Computation and Control III

Proceedings of the Third Bozeman Conference, Bozeman, Montana, August 5–11, 1992

  • Kenneth Bowers
  • John Lund

Part of the Progress in Systems and Control Theory book series (PSCT, volume 15)

Table of contents

  1. Front Matter
    Pages i-xiii
  2. H. T. Banks, Yun Wang
    Pages 49-62
  3. Kurt Bryan
    Pages 73-82
  4. Christopher I. Byrnes, David S. Gilliam
    Pages 105-120
  5. Timothy S. Carlson, John Lund, Kenneth L. Bowers
    Pages 121-139
  6. Giovanni B. DiMasi, Diego Bricio Hernández, Thomas J. Taylor
    Pages 153-163
  7. Kenneth A. Doll, Christopher I. Byrnes
    Pages 181-192
  8. Richard H. Fabiano, Andrew J. Kurdila, Thomas Strganac
    Pages 193-201
  9. Leonid E. Faybusovich
    Pages 203-210
  10. Max D. Gunzburger, Janet S. Peterson
    Pages 211-218
  11. C. Martin, L. Allen, M. Stamp, M. Jones, R. Carpio
    Pages 265-283
  12. Robert E. Miller
    Pages 301-311
  13. Joachim Rosenthal, Xiaochang Wang
    Pages 333-340
  14. F. Stenger, B. Barkey, R. Vakili
    Pages 341-354
  15. Xiaochang Wang, Joachim Rosenthal
    Pages 391-398
  16. Back Matter
    Pages 409-410

About this book


The third Conference on Computation and Control was held at Mon­ tana State University in Bozeman, Montana from August 5-11, 1992 and this proceedings represents the evolution that the conference has taken since its 1988 and 1990 predecessors. The first conference and proceedings (Volume 1 in PSCT) nurtured a dialogue between researchers in control theory and the area of numerical computation. This cross-fertilization was continued with the 1990 conference and proceedings (Volume 11 in PSCT) while forecasting the theme for this conference. The present volume contains a collection of papers addressing issues ranging from noise abatement via smart material technology, robotic vi­ sion, and parameter identification to feedback design challenges in fluid control and other areas of topical interest. The area of feedback design in fluid control spawns computational challenges in the form of Burgers' equation which is addressed both with standard numerical methods as well as new computational procedures. Applications which involve inverse prob­ lems include material parameter estimation and sampling in observability. Whether motivated by the plant or arising as the distributed system in the design of a feedback compensator for problems in nonlinear control, the theme of this conference placed an emphasis on the use of partial dif­ ferential equations in control theory. Through challenges initiated via the control problem or the subsequent computational problem, the joint efforts of experts from the respective disciplines enhance the development of both.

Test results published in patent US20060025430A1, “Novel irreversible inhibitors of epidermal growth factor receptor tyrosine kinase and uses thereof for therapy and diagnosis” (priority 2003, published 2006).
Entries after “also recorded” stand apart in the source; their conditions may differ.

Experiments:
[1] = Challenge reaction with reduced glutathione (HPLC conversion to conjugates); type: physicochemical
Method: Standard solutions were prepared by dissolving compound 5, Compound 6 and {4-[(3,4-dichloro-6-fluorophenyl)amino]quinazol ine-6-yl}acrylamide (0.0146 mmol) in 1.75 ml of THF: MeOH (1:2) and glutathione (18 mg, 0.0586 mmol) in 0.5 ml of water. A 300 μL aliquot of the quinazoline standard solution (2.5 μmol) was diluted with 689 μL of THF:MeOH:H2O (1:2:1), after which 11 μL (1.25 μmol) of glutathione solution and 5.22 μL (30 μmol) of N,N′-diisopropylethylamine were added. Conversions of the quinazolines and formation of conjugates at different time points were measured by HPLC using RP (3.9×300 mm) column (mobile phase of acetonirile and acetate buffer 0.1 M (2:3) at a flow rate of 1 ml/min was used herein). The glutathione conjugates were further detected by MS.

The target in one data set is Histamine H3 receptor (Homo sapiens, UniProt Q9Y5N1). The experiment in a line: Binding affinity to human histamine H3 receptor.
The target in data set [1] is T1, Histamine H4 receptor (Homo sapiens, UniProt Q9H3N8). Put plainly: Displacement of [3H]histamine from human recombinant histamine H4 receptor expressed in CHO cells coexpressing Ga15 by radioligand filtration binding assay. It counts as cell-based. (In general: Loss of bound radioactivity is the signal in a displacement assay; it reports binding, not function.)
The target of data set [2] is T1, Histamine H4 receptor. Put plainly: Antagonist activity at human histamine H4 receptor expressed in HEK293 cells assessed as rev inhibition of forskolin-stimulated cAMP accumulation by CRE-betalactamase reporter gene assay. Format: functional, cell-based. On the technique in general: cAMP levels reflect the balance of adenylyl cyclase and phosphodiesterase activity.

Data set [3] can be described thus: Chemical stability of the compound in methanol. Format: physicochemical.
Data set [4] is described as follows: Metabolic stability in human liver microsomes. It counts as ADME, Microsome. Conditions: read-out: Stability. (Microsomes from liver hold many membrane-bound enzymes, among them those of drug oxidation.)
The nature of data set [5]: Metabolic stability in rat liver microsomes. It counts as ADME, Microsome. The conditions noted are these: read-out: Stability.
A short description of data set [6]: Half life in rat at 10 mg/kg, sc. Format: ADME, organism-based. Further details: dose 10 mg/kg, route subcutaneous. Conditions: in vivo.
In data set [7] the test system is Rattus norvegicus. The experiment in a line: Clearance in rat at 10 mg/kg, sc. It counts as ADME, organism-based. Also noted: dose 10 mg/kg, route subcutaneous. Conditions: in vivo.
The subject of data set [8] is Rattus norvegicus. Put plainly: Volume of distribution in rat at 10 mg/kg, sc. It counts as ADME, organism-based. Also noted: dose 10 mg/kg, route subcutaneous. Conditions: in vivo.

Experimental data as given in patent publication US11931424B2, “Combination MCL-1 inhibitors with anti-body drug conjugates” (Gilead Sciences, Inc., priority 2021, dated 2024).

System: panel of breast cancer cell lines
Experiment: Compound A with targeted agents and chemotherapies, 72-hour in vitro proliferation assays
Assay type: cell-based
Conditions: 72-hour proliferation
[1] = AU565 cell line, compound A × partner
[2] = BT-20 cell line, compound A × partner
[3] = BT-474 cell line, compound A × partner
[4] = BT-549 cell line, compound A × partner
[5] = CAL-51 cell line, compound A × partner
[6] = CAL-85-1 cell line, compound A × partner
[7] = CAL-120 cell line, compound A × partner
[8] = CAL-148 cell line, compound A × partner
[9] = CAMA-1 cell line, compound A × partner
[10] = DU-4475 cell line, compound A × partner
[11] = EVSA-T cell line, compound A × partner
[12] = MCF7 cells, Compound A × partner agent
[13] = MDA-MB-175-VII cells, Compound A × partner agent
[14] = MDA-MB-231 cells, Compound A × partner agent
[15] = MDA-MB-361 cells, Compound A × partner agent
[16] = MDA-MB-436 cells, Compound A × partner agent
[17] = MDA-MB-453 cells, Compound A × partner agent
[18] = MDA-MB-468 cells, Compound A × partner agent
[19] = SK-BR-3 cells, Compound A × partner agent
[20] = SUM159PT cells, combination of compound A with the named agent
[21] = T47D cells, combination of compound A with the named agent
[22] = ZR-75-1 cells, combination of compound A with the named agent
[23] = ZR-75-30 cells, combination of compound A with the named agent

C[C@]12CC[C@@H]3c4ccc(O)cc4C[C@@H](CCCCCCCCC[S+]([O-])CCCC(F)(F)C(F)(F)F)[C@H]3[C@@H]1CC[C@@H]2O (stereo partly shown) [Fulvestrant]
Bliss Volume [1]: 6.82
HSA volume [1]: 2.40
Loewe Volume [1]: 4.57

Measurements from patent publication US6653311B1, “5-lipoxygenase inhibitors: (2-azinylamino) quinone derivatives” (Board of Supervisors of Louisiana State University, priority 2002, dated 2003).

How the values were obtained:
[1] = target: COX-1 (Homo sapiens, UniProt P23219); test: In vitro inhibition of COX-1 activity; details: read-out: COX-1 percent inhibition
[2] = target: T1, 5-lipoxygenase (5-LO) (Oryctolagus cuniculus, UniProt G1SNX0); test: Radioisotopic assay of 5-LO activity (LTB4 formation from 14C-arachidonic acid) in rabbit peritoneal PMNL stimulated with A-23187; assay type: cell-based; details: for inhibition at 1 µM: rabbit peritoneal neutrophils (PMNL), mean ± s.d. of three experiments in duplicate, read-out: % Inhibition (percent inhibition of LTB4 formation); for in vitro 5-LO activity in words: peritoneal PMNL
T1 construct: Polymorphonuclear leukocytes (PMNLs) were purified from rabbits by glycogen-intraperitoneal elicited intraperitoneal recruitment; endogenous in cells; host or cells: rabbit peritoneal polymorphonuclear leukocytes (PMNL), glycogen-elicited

control evolution numerical methods robot technology

Editors and affiliations

  • Kenneth Bowers
    • 1
  • John Lund
    • 1
  1. 1.Department of MathematicsMontana State UniversityBozemanUSA

Bibliographic information